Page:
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Stellar cast make ‘Mack & Rita’ watchable, despite flaws



Rated PG-13. At AMC Boston Common and suburban theaters.

Grade C+

Produced by one of its lead actors, Diane Keaton, “Mack & Rita” is a mostly dim throwback to the dreaded body-switching comedies of the 1980s and ’90s, propelled by the 1988 hits “18 Again!” and “Big.”

Keaton and actor Elizabeth Lail (“Gossip Girl”) play the same lead character — Mack aka Rita — at opposite ends of the age spectrum. Mack (Lail) is a struggling young writer (as her agent, Patti Harrison is one of the film’s few highlights). Mack’s best friend Carla (Taylour Paige, “Zola”) is getting married. Mack was raised by her vivacious grandmother (Catherine Carlen) and claims to have an “inner old gal.” She lives with her dog Cheese (Get it? Mack and Cheese), and has some romantic interest in her next door neighbor and occasional dog sitter Jack (Dustin Milligan, TV’s “Schitt’s Creek”), a skateboard enthusiast who makes a living as a “private wealth manager.”

In Palm Springs with Carla and their friends for a bachelorette party, Mack sees a tent advertising “regressions,” and she leaves her friends to explore. Inside, she finds a strange man named Luca (Simon Rex, “Red Rocket”). He puts Mack inside a tanning bed and miraculously (and I mean miraculously), she emerges in the form of 70-something Keaton. Mack reveals the truth to Carla, and they agree that Mack will pretend to be Mack’s Aunt Rita until they can figure out how to get Mack back to being her 30-year-old self again.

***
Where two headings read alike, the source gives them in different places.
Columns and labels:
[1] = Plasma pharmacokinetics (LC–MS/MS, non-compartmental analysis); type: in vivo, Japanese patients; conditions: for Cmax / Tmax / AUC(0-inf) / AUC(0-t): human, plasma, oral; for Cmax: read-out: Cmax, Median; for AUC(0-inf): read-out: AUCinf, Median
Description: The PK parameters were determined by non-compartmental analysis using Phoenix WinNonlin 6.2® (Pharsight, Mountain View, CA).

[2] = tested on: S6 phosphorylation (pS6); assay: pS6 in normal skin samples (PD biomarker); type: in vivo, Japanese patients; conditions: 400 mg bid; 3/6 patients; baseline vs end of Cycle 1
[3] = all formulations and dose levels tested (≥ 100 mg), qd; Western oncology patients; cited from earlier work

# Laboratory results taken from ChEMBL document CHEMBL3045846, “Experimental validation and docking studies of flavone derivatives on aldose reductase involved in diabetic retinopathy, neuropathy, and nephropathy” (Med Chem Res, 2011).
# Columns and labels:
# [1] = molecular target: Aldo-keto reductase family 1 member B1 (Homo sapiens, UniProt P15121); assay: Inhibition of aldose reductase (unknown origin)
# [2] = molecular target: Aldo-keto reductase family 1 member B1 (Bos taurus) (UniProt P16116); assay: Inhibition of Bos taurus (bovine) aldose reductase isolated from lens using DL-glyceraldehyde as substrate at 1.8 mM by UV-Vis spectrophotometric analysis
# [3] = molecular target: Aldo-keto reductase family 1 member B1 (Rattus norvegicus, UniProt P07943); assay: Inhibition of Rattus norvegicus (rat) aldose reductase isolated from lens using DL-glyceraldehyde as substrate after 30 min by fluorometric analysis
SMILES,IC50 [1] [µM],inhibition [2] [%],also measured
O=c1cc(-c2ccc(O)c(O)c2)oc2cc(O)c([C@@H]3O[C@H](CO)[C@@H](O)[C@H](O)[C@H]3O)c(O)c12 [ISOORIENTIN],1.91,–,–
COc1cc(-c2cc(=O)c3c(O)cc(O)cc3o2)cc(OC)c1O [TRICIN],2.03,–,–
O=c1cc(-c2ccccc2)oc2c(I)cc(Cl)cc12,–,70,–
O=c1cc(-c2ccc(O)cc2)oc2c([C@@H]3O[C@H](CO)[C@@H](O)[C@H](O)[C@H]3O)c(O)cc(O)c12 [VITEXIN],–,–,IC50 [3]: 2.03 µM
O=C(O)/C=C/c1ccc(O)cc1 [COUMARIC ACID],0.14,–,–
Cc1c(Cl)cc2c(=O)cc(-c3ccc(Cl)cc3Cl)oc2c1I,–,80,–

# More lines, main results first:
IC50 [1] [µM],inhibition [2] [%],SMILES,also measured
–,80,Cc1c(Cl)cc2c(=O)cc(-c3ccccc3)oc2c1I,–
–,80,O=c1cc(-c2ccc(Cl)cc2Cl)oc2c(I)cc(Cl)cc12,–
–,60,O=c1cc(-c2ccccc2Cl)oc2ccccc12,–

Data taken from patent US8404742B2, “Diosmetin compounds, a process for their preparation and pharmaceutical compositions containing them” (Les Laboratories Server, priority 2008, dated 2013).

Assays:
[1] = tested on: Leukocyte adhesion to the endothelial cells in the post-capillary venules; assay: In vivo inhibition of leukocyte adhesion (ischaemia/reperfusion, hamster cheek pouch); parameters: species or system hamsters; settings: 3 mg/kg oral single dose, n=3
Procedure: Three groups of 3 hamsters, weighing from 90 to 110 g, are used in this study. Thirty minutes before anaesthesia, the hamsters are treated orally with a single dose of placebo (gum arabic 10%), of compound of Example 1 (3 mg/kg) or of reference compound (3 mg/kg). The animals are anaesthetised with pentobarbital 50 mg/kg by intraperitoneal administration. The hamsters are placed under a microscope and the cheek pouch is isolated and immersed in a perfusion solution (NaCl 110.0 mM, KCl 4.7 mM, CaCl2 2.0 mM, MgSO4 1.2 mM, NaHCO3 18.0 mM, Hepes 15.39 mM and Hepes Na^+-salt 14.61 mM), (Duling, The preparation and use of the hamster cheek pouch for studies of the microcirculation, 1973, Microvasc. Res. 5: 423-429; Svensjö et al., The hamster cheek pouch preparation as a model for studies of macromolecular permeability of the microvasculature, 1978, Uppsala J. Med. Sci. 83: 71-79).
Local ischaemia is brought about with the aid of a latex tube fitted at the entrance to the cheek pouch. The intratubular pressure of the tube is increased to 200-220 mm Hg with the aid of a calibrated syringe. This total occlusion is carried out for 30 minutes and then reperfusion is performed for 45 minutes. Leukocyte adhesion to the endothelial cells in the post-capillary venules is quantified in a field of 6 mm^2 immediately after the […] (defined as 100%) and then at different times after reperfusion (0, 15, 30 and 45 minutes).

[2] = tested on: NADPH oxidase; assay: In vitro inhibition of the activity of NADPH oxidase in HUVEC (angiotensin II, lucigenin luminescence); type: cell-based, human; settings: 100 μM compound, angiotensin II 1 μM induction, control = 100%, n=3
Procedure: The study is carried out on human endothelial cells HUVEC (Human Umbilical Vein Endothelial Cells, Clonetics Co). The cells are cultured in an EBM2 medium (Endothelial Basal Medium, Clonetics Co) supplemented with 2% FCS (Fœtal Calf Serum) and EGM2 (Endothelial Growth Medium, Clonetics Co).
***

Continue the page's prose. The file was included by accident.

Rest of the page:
“Mack & Rita” was written by Madeline Walter and Paul Welsh, both of TV’s “Brooklyn Nine-Nine,” and directed by Katie Aselton (“Black Rock”). In an opening scene, Cheese pees on Jack’s “limited edition” athletic shoes, and Mack confuses Carla’s friends by using the “SAT word” “Lothario.”

Carla rents Rita a vintage Thunderbird. But the tent with the tanning bed is gone, and Rita goes back to her place in Los Angeles, claiming to be Mack’s Aunt Rita. What follows is for the most part not funny or clever. Rita and Jack enjoy a flirtation that is supposedly a variation on what 30-year-old Mack was missing out on. Rita joins Carla’s mother’s “wine club.” That the members of the club are Carla’s mother (Loretta Divine) and acting veterans Wendie Malick, Lois Smith and Amy Hill (TV’s “Magnum P.I.”) helps.

Academy Award winner Keaton (“Annie Hall,” “Reds”) has a Pilates misadventure that is supposed to be some sort of Lucille Ball-like comic disaster. But it cannot be salvaged. Vintage clothing-wearing Rita becomes an internet sensation and an “influencer,” opening the door to brand endorsements. She becomes a ”glam-ma.” After drinking mushroom-infused tea, Rita has a conversation with Cheese in a trippy montage. Will newly in-demand Rita miss Carla’s rehearsal dinner for a Marie Claire Summit in Santa Monica?

It’s hard to believe that Keaton and Lail are the same person. Lail needed to work harder on imitating her famously imitate-able co-star. I’m not sure what Rex is doing in this film. Did he make it before “Red Rocket” was released? The camera loves Paige, even in this mess. “Mack & Rita” can be as dumb as a proverbial post. But its cast makes it watchable. How much did Barnes & Noble pitch in to be the setting of the final scene? Too much.

(“Mack & Rita” contains a lame premise, drug use, sexual references and profanity.)

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